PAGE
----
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There are obvious—prima facie—problems with prayer. Prime problems that hit you in the face like a divinely unstopped tsunami. But what is really evocative of the bind that religious believers find themselves in is the idea that they are praying in the first place.

Okay, let’s back it up a little. No, a little bit more. That’s it, right up to God.

What we have here, as you should clearly see through your rear windscreen (did you remember to put your God-goggles on?), is an all-powerful, all-knowing, and all-loving god.

It’s that all-knowing trait that gets him into trouble. A lot of trouble.

You see, if God knows the future—indubitably and without any error—then everything that will come to pass must come to pass. Without fail. What I mean is that if God makes a prediction about the future (God’s foreknowledge causally before creating the universe), then there is nothing that can be done to change this set of falling dominoes. The future, like God, is immutable.

This is because if God tinkers with affairs, changes his mind, alters the variables after setting the dominoes in motion, then God is changing how things were predicted to be back at the beginning when he was thinking (with his predictive foreknowledge) about reality.

But God cannot be fallible. He can never be wrong. Ever. For he has perfect divine foreknowledge, and is perfect (if you believe in this kind of God, and whatever that may mean). His predictions causally prior to making the universe (we call this his knowledge of all counterfactuals—if X happens, then Y happens) simply cannot be fallible.

Not only can the world not “change course,” or be different from God’s perfect predictions, but God’s actions are themselves confined to only a single predicted path. Or, “God cannot act contrary to his own predictions.” You didn’t think you had free will? God definitely doesn’t.

For the record, ignore the nonsensical theology of the Bible where God apparently does change his mind (see his actions concerning Jonah and the people of Ninevah).

Right, come on, let’s get back to where we were.


So here the theist is, looking at the world—the pain and suffering, the war or pandemic—and pleading with God to stop certain things, to change the way things are. Things are terrible. What a mess!

Except, a prayer is not going to change anything. What will come to pass was set in motion, was known, from the beginning of time. Doris from Number 22, on her knees and clasping a crucifix in ritualistic pleading with her sovereign God, is not going to change a thing.

But it is also—and this is my point in this short piece (since I’ve told you all this previous stuff before)—a case that her prayer is pretty explicit acceptance that something is wrong with the world that God has created.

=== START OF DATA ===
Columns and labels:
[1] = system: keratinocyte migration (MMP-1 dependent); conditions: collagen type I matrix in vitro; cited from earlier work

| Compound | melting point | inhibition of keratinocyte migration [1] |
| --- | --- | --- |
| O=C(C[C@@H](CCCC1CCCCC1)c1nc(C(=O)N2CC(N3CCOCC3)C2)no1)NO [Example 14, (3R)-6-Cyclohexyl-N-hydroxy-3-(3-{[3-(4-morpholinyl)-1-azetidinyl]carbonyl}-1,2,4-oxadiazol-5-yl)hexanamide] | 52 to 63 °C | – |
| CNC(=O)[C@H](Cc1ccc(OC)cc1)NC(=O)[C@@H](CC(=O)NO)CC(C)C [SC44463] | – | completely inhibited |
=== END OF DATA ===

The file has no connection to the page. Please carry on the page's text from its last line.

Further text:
It’s not as if God is going to sit there in the clouds and, receiving her prayer, say, “Oh bugger, good point, Doris. I’d completely overlooked that. I’ll change the universe forthwith to align it with your desires and pertinent observations. My entire plans from the beginning of time were evidently wrong. Shucks.”

Doris’s prayer is pretty explicit acceptance that something is wrong with the world that God has created.

Doris and her prayer will effect no cosmological change of course.

And the prayer shows that there is something wrong with the universe, with its design. Now, rationally, if she accepts God’s sovereign power and wisdom, Doris (just like every other such believer) should not only never implore God to change things (it’s pointless) but should really celebrate God’s judgment.

…Where God’s judgment is malaria, tsunamis, pandemic, cancer, genocide, rape, disability, and every other piece of pain and suffering known to sentient life forms, including stubbing one’s toe.

God, in his infinite wisdom—and who are we mere mortals to question that?—has decreed that all of these should take place and that he will not stop them. They provide, theologians posit (calling them theodicies), a greater good, in some way.

But happen they will, and happen they must. For there can be no gratuitous suffering. None. Not even a stubbed toe or a frustrating whitlow.

Members of the Westboro Baptist Church realize this (complete idiocy). As a result, they go out and shout about God’s judgment when dead soldiers are brought back in coffins from conflict. They celebrate God’s judgment, no matter what form it comes in. It’s an uncomfortable form of logical consistency.

Oh, apart from gays. They don’t celebrate that design feature. Or moral liberalism. Or…

So their logical consistency goes only so far. But you get my point.

Which, just to reiterate, concerns the following things that theists should be doing:

  1. not praying for change.
  2. not whingeing about God’s infinitely wise judgment.
  3. actually celebrating the greatest mind making the greatest judgments possible.
  4. celebrating the divinely unfettered existence of malaria, cancer, war, and rape, since God judges not to intervene.

Doris needs to sort out her theology. There are some serious problems with prayer.

A TIPPLING PHILOSOPHER Jonathan MS Pearce is a philosopher, author, columnist, and public speaker with an interest in writing about almost anything, from skepticism to science, politics, and morality,...